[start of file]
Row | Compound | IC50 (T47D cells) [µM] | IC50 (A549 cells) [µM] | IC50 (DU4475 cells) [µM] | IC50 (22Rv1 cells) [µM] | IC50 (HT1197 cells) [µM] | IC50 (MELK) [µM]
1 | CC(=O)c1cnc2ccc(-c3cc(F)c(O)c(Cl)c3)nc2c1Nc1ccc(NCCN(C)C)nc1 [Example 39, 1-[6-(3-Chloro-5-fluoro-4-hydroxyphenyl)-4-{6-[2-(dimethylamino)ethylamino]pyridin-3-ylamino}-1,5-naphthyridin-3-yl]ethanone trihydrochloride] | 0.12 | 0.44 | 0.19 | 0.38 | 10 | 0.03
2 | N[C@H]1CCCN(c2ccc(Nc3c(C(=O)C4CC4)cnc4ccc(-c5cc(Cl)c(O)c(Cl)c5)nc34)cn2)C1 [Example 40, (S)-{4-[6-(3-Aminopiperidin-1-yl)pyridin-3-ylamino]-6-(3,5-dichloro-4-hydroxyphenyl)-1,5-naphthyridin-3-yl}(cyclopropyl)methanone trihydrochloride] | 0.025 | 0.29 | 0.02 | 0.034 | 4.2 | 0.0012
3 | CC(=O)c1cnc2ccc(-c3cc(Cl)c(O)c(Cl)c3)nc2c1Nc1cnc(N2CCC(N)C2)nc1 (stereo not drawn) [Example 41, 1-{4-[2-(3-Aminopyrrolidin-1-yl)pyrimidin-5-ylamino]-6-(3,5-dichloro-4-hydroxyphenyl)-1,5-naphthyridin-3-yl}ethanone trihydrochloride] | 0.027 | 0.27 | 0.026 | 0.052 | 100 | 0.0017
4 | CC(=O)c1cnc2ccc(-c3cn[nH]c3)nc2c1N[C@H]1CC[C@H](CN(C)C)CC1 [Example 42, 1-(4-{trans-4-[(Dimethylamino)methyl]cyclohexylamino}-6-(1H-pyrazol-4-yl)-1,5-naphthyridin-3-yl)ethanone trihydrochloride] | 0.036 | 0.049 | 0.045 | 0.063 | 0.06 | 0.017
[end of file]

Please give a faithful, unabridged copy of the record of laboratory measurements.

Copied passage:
Row | Compound | IC50 (T47D cells) [µM] | IC50 (A549 cells) [µM] | IC50 (DU4475 cells) [µM] | IC50 (22Rv1 cells) [µM] | IC50 (HT1197 cells) [µM] | IC50 (MELK) [µM]
1 | CC(=O)c1cnc2ccc(-c3cc(F)c(O)c(Cl)c3)nc2c1Nc1ccc(NCCN(C)C)nc1 [Example 39, 1-[6-(3-Chloro-5-fluoro-4-hydroxyphenyl)-4-{6-[2-(dimethylamino)ethylamino]pyridin-3-ylamino}-1,5-naphthyridin-3-yl]ethanone trihydrochloride] | 0.12 | 0.44 | 0.19 | 0.38 | 10 | 0.03
2 | N[C@H]1CCCN(c2ccc(Nc3c(C(=O)C4CC4)cnc4ccc(-c5cc(Cl)c(O)c(Cl)c5)nc34)cn2)C1 [Example 40, (S)-{4-[6-(3-Aminopiperidin-1-yl)pyridin-3-ylamino]-6-(3,5-dichloro-4-hydroxyphenyl)-1,5-naphthyridin-3-yl}(cyclopropyl)methanone trihydrochloride] | 0.025 | 0.29 | 0.02 | 0.034 | 4.2 | 0.0012
3 | CC(=O)c1cnc2ccc(-c3cc(Cl)c(O)c(Cl)c3)nc2c1Nc1cnc(N2CCC(N)C2)nc1 (stereo not drawn) [Example 41, 1-{4-[2-(3-Aminopyrrolidin-1-yl)pyrimidin-5-ylamino]-6-(3,5-dichloro-4-hydroxyphenyl)-1,5-naphthyridin-3-yl}ethanone trihydrochloride] | 0.027 | 0.27 | 0.026 | 0.052 | 100 | 0.0017
4 | CC(=O)c1cnc2ccc(-c3cn[nH]c3)nc2c1N[C@H]1CC[C@H](CN(C)C)CC1 [Example 42, 1-(4-{trans-4-[(Dimethylamino)methyl]cyclohexylamino}-6-(1H-pyrazol-4-yl)-1,5-naphthyridin-3-yl)ethanone trihydrochloride] | 0.036 | 0.049 | 0.045 | 0.063 | 0.06 | 0.017